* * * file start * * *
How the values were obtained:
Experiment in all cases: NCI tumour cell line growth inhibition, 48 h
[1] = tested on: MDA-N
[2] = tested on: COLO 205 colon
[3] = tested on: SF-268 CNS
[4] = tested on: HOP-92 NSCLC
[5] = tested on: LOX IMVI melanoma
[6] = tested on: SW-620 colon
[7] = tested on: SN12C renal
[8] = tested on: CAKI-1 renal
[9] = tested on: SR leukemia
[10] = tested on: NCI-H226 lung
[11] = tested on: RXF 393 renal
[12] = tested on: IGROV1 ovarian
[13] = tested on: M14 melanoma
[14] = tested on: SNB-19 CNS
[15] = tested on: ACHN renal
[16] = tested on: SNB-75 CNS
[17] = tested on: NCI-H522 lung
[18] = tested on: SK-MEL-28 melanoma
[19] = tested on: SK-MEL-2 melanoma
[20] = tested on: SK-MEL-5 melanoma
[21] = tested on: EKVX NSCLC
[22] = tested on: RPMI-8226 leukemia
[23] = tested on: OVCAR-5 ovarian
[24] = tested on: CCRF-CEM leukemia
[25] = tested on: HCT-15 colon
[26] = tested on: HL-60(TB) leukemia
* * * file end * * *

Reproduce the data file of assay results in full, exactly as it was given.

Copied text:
How the values were obtained:
Experiment in all cases: NCI tumour cell line growth inhibition, 48 h
[1] = tested on: MDA-N
[2] = tested on: COLO 205 colon
[3] = tested on: SF-268 CNS
[4] = tested on: HOP-92 NSCLC
[5] = tested on: LOX IMVI melanoma
[6] = tested on: SW-620 colon
[7] = tested on: SN12C renal
[8] = tested on: CAKI-1 renal
[9] = tested on: SR leukemia
[10] = tested on: NCI-H226 lung
[11] = tested on: RXF 393 renal
[12] = tested on: IGROV1 ovarian
[13] = tested on: M14 melanoma
[14] = tested on: SNB-19 CNS
[15] = tested on: ACHN renal
[16] = tested on: SNB-75 CNS
[17] = tested on: NCI-H522 lung
[18] = tested on: SK-MEL-28 melanoma
[19] = tested on: SK-MEL-2 melanoma
[20] = tested on: SK-MEL-5 melanoma
[21] = tested on: EKVX NSCLC
[22] = tested on: RPMI-8226 leukemia
[23] = tested on: OVCAR-5 ovarian
[24] = tested on: CCRF-CEM leukemia
[25] = tested on: HCT-15 colon
[26] = tested on: HL-60(TB) leukemia